Archive for August, 2013

Here’s a not so fun fact … apparently now you can’t even trust the charger you have your phone plugged into to not attack. OK, before you break out the tin foil hats, it might not be as bad as all that but there is a bit of fire amidst all the smoke.

A researcher at Georgia Tech revealed details at the latest Black Hat security conference that a modified USB charger could install malicious apps on a connected iPhone. According to a PCWorld article:

Once you plug your iPhone, the Universal Device ID (UDID) can be extracted just as long as the device doesn’t have a passcode unlock. The Mactans then claims your device as a test subject with any validated Apple developer ID and you can’t reject it since it doesn’t ask for their permission or offer any visual evidence that there’s anything going on in the background. 

So far there is no evidence that anyone has actually tried to exploit this vulnerability and the good news is that Apple says they have a fix coming in iOS 7 which will notify you before it’s too late. Also, you can help yourself considerably by adding a passcode to the phone, which is something you should do anyway.

The reason I find this interesting is that it exposes yet another area of “presumed security.” No one thinks that a charger could do harm to your phone (assuming it doesn’t zap the circuitry). In fact, most don’t even consider the fact that the same connection that supplies power is also used for data transfer — a great idea for simplifying the design of mobile devices but not so good from a security perspective, where isolation of functions is preferable.

We are conditioned to think of a power outlet as a relatively passive connection that does nothing more than supply juice to our gadgets but, in reality, it can do much more and, since it can, just as we all leverage that fact to our advantage, you can bet that a bad guy will try to do the same.

So the lesson here is not so much about iPhone chargers as it is about questioning long held assumptions because that what the hackers are already doing. The only thing in doubt is which side will figure this stuff out first…


If you thought your choice of operating system, hardware platform, middleware stack or applications would shield you from malware, think again. If it’s operational, it can be hacked. Period. Certainly some configurations are more vulnerable than others but there’s no such thing as a “secure” system — just varying degrees of INsecurity.

I remember a protracted email debate I had with a colleague many years ago on this subject. His claim, essentially, was that the security model of Linux made it immune to malware. As a security guy, I knew better.

At the time Windows was being ravaged by viruses and Linux was emerging as a more stable, secure alternative. Some were speculating that it would supplant Windows as the leading desktop OS within a few years. Of course, that didn’t happen — at least not yet. Linux has some very clear advantages. Some derive from a kernel for which secure design was not an afterthought and yet others from the collective talents and contributions of the open source community.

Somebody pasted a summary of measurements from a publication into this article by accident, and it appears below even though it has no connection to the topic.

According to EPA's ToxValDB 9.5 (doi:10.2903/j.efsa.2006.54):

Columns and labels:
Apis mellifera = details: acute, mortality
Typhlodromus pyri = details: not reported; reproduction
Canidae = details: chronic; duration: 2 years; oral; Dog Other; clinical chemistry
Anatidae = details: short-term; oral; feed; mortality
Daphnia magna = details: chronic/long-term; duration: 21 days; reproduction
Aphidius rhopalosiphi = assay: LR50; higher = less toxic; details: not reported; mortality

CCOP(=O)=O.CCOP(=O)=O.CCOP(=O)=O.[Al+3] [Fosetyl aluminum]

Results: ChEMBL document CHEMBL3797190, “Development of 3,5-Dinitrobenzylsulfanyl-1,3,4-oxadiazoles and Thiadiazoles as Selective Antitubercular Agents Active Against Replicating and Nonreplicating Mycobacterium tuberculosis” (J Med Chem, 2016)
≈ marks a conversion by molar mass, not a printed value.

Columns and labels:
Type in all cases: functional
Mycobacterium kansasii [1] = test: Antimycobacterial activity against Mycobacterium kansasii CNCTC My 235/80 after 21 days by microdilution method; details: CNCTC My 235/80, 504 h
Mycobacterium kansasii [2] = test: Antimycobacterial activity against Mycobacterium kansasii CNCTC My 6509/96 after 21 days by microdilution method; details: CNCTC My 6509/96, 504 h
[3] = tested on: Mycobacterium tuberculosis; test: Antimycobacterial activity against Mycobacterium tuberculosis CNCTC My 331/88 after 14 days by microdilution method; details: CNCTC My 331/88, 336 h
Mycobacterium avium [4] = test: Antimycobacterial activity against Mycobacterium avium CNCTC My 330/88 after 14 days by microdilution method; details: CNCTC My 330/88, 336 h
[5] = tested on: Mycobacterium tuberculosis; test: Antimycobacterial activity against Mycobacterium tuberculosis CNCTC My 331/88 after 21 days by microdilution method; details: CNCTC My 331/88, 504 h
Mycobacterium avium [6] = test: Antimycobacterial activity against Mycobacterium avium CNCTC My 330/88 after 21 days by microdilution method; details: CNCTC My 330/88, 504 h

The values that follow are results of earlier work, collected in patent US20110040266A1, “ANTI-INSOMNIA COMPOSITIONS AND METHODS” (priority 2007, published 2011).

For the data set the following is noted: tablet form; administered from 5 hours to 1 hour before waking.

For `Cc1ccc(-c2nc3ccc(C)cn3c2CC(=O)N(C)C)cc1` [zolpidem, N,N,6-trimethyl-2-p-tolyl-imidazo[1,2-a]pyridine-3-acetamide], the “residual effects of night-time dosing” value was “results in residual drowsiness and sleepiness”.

Still it isn’t perfect as this story from PCWorld shows. In what is just the latest development in the never ending malware saga, the “Hand of Thief” Trojan, which specifically targets Linux, is starting to pop up. As the article says…

Hand of Thief operates a lot like similar malware that targets Windows machines—once installed, it steals information from web forms, even if they’re using HTTPS, creates a backdoor access point into the infected machine, and attempts to block off access to antivirus update servers, virtual machines, and other potential methods of detection.

Clearly, there are far more instances of malware for Windows than Linux — far more — but equally clearly, Linux is not immune. Neither is Mac OX nor Android nor iOS nor any other OS you’d like to name. In fact, the first malware I personally ran across infected the VM operating system on mainframes back in 1987. Yes, 1987. Years before the press would start reporting on the latest virus scare and long before commercial anti-virus tools even existed and all of this on a platform that was considered quite secure and unlikely to be compromised easily.

The article goes on to say…

Historically, desktop Linux users have been more or less isolated from the constant malware scares that plague Windows, which is at least partially a function of the fact that their numbers represent a tiny fraction of the Windows installed base.

That last phrase is important. It basically is saying that part of the reason Linux hasn’t had a lot of malware really has nothing to do with the merits of it’s innate security capabilities, but rather, due to the fact that it simply hasn’t had as big of a bull’s eye painted on it. Mac OS has historically benefitted from the same “security by obscurity” model but it’s not one you want to bank on. Not surprisingly as Mac’s have become more popular in the marketplace, they have also become more popular in the malware threatspace. Ditto for Linux. Ditto for iOS and Android.

Call it the price of success. If a platform becomes popular it can’t hide from hackers as easily. So, the best thing to do is to take prudent precautions regardless of what OS you’re running on because, as Motown figured out a long time ago,  there really is “nowhere to run to, nowhere to hide…”